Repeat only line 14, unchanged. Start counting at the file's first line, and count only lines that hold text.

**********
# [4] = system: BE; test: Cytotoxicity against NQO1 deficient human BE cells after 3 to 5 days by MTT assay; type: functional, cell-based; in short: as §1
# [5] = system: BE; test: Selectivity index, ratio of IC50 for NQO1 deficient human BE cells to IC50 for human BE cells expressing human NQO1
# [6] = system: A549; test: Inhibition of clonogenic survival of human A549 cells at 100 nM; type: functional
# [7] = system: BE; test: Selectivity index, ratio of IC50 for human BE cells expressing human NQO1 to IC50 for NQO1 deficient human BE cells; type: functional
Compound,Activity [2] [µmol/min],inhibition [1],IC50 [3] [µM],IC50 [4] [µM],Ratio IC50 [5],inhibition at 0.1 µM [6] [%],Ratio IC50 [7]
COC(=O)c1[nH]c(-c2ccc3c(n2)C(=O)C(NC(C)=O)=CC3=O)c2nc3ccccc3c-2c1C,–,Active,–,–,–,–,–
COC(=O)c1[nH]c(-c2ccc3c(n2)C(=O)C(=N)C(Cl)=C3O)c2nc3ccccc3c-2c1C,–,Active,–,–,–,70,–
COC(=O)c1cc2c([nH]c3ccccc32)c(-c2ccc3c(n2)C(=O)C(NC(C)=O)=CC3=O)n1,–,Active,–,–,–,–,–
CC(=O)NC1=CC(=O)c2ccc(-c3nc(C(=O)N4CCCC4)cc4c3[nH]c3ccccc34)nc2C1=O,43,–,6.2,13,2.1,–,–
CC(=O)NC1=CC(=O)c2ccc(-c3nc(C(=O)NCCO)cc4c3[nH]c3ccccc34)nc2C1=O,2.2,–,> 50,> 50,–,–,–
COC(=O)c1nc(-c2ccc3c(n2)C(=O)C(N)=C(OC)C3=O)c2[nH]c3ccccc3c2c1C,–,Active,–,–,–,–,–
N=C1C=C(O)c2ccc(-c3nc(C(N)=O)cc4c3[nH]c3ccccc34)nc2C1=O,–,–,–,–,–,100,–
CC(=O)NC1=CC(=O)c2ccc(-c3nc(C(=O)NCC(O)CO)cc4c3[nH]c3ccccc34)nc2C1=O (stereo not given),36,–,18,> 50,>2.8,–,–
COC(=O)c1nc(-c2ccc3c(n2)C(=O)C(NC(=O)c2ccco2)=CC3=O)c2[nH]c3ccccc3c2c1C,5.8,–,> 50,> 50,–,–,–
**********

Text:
COC(=O)c1nc(-c2ccc3c(n2)C(=O)C(NC(=O)c2ccco2)=CC3=O)c2[nH]c3ccccc3c2c1C,5.8,–,> 50,> 50,–,–,–